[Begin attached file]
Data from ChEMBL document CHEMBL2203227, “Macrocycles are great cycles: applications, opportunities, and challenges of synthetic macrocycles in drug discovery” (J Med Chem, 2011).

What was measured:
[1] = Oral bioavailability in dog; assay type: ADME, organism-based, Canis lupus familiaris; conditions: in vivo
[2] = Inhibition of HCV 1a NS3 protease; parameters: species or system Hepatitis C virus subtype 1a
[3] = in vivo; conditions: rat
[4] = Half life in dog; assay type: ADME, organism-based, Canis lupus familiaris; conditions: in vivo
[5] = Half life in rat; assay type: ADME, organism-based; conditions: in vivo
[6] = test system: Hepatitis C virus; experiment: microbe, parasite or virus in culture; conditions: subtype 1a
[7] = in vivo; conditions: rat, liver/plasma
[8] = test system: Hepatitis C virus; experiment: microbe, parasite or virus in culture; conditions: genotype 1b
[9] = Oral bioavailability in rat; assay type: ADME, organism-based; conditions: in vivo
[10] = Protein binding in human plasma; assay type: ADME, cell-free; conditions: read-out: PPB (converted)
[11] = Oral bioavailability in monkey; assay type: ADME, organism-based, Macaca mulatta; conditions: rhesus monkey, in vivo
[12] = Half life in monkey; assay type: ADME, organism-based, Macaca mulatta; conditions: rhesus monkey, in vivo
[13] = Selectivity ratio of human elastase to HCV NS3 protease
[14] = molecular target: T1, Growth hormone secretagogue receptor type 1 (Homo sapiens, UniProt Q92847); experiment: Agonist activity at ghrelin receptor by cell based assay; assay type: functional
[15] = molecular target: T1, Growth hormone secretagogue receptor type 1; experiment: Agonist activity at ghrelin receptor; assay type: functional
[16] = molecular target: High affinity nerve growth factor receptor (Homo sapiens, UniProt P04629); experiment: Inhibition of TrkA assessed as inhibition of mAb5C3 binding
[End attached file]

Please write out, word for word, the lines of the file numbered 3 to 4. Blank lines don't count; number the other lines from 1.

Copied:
[1] = Oral bioavailability in dog; assay type: ADME, organism-based, Canis lupus familiaris; conditions: in vivo
[2] = Inhibition of HCV 1a NS3 protease; parameters: species or system Hepatitis C virus subtype 1a